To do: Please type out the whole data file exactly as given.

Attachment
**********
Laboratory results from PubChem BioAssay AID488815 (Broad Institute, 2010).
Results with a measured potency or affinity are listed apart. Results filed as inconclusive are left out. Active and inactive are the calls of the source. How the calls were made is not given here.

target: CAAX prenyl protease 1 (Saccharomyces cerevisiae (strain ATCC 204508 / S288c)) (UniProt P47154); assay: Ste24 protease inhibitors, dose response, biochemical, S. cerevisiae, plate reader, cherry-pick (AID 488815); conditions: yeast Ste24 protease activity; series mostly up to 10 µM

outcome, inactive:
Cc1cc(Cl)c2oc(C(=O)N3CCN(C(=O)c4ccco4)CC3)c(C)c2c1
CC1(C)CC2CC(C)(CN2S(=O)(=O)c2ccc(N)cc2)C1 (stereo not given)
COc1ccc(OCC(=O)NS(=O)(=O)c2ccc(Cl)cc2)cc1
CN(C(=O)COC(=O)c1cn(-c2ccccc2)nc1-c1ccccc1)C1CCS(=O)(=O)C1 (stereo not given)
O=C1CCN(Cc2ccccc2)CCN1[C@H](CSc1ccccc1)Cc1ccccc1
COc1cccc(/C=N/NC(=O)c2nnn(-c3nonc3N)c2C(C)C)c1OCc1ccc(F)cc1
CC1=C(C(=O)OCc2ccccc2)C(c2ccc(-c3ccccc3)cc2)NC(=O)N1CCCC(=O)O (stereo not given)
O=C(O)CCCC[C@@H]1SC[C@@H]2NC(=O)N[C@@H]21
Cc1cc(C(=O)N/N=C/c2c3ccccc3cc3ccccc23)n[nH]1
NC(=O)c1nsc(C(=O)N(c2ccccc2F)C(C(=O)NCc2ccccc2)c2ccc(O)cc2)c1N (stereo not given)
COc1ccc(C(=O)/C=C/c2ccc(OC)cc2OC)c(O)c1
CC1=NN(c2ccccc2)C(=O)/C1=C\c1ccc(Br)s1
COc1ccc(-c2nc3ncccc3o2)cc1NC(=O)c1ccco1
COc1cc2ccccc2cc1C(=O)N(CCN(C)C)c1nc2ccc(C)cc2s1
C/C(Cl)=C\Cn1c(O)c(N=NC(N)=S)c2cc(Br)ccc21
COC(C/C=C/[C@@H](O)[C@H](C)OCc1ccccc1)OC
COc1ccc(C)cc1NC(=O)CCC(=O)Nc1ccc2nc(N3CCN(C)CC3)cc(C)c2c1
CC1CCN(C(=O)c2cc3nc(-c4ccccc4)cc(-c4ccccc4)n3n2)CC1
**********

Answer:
Laboratory results from PubChem BioAssay AID488815 (Broad Institute, 2010).
Results with a measured potency or affinity are listed apart. Results filed as inconclusive are left out. Active and inactive are the calls of the source. How the calls were made is not given here.

target: CAAX prenyl protease 1 (Saccharomyces cerevisiae (strain ATCC 204508 / S288c)) (UniProt P47154); assay: Ste24 protease inhibitors, dose response, biochemical, S. cerevisiae, plate reader, cherry-pick (AID 488815); conditions: yeast Ste24 protease activity; series mostly up to 10 µM

outcome, inactive:
Cc1cc(Cl)c2oc(C(=O)N3CCN(C(=O)c4ccco4)CC3)c(C)c2c1
CC1(C)CC2CC(C)(CN2S(=O)(=O)c2ccc(N)cc2)C1 (stereo not given)
COc1ccc(OCC(=O)NS(=O)(=O)c2ccc(Cl)cc2)cc1
CN(C(=O)COC(=O)c1cn(-c2ccccc2)nc1-c1ccccc1)C1CCS(=O)(=O)C1 (stereo not given)
O=C1CCN(Cc2ccccc2)CCN1[C@H](CSc1ccccc1)Cc1ccccc1
COc1cccc(/C=N/NC(=O)c2nnn(-c3nonc3N)c2C(C)C)c1OCc1ccc(F)cc1
CC1=C(C(=O)OCc2ccccc2)C(c2ccc(-c3ccccc3)cc2)NC(=O)N1CCCC(=O)O (stereo not given)
O=C(O)CCCC[C@@H]1SC[C@@H]2NC(=O)N[C@@H]21
Cc1cc(C(=O)N/N=C/c2c3ccccc3cc3ccccc23)n[nH]1
NC(=O)c1nsc(C(=O)N(c2ccccc2F)C(C(=O)NCc2ccccc2)c2ccc(O)cc2)c1N (stereo not given)
COc1ccc(C(=O)/C=C/c2ccc(OC)cc2OC)c(O)c1
CC1=NN(c2ccccc2)C(=O)/C1=C\c1ccc(Br)s1
COc1ccc(-c2nc3ncccc3o2)cc1NC(=O)c1ccco1
COc1cc2ccccc2cc1C(=O)N(CCN(C)C)c1nc2ccc(C)cc2s1
C/C(Cl)=C\Cn1c(O)c(N=NC(N)=S)c2cc(Br)ccc21
COC(C/C=C/[C@@H](O)[C@H](C)OCc1ccccc1)OC
COc1ccc(C)cc1NC(=O)CCC(=O)Nc1ccc2nc(N3CCN(C)CC3)cc(C)c2c1
CC1CCN(C(=O)c2cc3nc(-c4ccccc4)cc(-c4ccccc4)n3n2)CC1